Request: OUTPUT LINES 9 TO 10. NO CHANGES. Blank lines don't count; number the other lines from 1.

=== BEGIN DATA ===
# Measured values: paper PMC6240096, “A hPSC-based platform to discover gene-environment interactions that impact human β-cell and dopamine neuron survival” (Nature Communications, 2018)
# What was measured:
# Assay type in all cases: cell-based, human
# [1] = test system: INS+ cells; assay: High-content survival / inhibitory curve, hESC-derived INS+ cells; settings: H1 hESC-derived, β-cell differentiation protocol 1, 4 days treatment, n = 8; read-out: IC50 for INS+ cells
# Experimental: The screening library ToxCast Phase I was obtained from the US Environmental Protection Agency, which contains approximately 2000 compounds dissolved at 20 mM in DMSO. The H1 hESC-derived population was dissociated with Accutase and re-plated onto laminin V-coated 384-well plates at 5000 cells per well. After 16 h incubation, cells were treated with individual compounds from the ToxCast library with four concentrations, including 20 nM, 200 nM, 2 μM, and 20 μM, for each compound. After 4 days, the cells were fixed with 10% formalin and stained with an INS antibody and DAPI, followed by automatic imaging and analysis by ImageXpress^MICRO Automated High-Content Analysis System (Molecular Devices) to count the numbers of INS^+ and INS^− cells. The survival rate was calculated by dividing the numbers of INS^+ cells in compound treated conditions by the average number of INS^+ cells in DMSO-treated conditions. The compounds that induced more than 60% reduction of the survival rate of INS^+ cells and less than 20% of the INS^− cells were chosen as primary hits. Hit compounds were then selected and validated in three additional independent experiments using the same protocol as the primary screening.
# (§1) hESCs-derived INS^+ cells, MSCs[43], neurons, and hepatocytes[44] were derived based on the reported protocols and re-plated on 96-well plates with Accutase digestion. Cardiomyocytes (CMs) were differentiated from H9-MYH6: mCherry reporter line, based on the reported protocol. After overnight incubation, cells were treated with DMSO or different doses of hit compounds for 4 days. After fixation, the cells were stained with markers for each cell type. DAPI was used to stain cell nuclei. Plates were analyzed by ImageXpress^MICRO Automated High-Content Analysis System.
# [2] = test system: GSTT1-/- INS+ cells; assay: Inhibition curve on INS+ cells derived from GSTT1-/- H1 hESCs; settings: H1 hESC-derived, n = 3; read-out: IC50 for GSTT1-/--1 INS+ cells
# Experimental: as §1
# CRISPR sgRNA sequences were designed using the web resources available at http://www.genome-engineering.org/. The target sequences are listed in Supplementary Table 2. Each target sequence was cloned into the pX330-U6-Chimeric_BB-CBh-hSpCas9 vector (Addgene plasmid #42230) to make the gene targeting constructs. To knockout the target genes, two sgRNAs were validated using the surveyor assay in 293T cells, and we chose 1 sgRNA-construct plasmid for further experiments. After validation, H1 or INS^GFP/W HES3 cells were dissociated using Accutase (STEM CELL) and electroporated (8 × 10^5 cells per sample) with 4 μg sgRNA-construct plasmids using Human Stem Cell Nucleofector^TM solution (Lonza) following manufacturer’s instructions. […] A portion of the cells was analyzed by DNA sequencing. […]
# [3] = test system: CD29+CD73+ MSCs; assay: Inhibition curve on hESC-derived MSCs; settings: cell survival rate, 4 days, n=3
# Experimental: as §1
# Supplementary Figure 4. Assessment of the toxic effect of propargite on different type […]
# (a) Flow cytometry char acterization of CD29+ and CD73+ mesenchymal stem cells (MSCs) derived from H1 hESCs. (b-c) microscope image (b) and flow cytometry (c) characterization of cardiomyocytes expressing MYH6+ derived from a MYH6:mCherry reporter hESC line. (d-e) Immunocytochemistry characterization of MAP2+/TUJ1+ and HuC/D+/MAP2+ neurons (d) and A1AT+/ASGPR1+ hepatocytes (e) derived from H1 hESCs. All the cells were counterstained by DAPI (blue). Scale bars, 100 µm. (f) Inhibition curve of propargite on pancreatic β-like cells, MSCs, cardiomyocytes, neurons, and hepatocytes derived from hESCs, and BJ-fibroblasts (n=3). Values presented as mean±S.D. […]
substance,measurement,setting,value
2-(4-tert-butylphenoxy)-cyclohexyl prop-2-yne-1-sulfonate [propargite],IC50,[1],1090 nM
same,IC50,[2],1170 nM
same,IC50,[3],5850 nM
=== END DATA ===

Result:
# CRISPR sgRNA sequences were designed using the web resources available at http://www.genome-engineering.org/. The target sequences are listed in Supplementary Table 2. Each target sequence was cloned into the pX330-U6-Chimeric_BB-CBh-hSpCas9 vector (Addgene plasmid #42230) to make the gene targeting constructs. To knockout the target genes, two sgRNAs were validated using the surveyor assay in 293T cells, and we chose 1 sgRNA-construct plasmid for further experiments. After validation, H1 or INS^GFP/W HES3 cells were dissociated using Accutase (STEM CELL) and electroporated (8 × 10^5 cells per sample) with 4 μg sgRNA-construct plasmids using Human Stem Cell Nucleofector^TM solution (Lonza) following manufacturer’s instructions. […] A portion of the cells was analyzed by DNA sequencing. […]
# [3] = test system: CD29+CD73+ MSCs; assay: Inhibition curve on hESC-derived MSCs; settings: cell survival rate, 4 days, n=3